At our school, are all working incredibly hard to ensure they have the knowledge and skills needed to venture into future opportunities and responsibilities. We are relentlessly focused on their reading achievement and celebrating their effort as they reach their self-selected goals and showing ownership and pride in their own learning. We are supporting their decisions to repair the harm and restore the relationships as they experience conflict with others. The learning culture has shifted, and it feels hopeful.

Although, after reading Thomas R. Hoerr’s book The Formative Five, Fostering Grit, Empathy, and other Success Skills Every Student Needs I was reminded there are many more essential skills to teach beyond academic proficiencies. Hoerr shares; “Social and emotional skills matter just as much in determining life satisfaction and success as traditional intelligence” (p. 7).   Hoerr promotes the responsibility we have as educators to move beyond just standardize achievement instruction. We also need to strategically teach those essential skills that are necessary to develop and cultivate social mindsets as our students grow toward adulthood.

Hoerr admits narrowing down the social and emotional skills needed for success in relationships, and the workforce was not a simple task. He used his research and the thinking of many well respected educational authors and informative academics to emphasize his five selections; empathy, self-control, integrity, embracing diversity, and grit.  Here are their words.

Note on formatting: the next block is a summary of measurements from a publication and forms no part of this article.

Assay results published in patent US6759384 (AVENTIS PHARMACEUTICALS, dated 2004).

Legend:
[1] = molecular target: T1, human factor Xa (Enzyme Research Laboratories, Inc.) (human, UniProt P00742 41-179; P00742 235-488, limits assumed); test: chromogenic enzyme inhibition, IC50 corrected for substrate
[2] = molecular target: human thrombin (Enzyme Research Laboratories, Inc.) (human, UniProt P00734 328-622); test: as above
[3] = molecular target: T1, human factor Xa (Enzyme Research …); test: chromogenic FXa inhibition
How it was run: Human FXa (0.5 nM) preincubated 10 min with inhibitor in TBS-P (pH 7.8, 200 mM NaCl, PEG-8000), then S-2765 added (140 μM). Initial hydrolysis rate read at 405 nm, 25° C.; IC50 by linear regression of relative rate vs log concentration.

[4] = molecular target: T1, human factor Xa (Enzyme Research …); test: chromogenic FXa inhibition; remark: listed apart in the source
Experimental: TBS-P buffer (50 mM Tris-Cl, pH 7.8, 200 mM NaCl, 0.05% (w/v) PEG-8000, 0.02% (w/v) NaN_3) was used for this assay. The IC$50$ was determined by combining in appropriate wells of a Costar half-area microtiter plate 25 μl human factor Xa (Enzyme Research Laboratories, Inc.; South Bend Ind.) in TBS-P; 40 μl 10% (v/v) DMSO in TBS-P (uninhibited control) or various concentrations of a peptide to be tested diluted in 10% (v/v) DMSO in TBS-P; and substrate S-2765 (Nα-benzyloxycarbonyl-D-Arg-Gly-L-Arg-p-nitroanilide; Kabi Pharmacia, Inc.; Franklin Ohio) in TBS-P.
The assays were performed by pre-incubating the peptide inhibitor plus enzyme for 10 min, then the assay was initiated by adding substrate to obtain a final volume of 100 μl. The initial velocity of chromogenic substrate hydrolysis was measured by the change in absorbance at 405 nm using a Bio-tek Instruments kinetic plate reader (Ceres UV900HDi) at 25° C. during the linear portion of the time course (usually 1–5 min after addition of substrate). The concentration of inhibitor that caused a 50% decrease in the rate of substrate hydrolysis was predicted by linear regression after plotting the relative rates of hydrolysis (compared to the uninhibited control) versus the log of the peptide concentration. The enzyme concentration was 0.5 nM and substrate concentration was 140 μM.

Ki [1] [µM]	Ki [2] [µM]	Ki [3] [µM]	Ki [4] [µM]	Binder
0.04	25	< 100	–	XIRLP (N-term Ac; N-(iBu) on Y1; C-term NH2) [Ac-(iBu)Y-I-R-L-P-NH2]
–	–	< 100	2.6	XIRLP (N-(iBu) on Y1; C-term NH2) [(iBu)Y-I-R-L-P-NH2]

Jessica Lahey, (2014) author of The Gift of Failure wrote, “In order to be truly empathetic, children need to learn more than simple perspective-taking; they need to know how to value, respect, and understand another person’s view, even when they don’t agree with them.”

Charles Duhigg (2012) in the book The Power of Habit, “Willpower is a learnable skill, something that can be taught the same way kids learn to do math and say thank you’” (p.134).

First Lady Michelle Obama highlighted the importance of integrity when she said, “We learned about honesty and integrity—that the truth matters . . . that you don’t take shortcuts or play by your own set of rules . . . and success doesn’t count unless you earn it fair and square” (Cassidy, 2012).

Embracing Diversity
Jacqueline Woodson, author of books for children and young adults said, “Diversity is about all of us, and about us having to figure out how to walk through the world together.”

BrenĂ© Brown (2015), author of the book Rising Strong shared, “There can be no innovation, learning, or creativity without failure” (p. xxv). “Grit gives us the courage to take risks and to fail because we know that failure is a necessary ingredient in ultimate success.”

At the passing of the Every Student Succeeds Act (ESSA) in December of 2015, the push to measure academic progress and the success of individual schools with just standardized test scores is changing. There are other vital skills needed for our children’s success now and as they grow and make life altering choices. Hoerr’s Formative Five gives parents and educators a new perspective on the additional skills needed for student’s future success in a global society.

Hoerr recently was interview on ASCD Learn, Teach, Lead, Radio by Rachel George, an ASCD Emerging Leader. You can hear his passion for this important shift in education first hand on this podcast. The joyful noise of student learning in every classroom should include instruction around social and emotional skills, to prepared our students for a bright and promising future.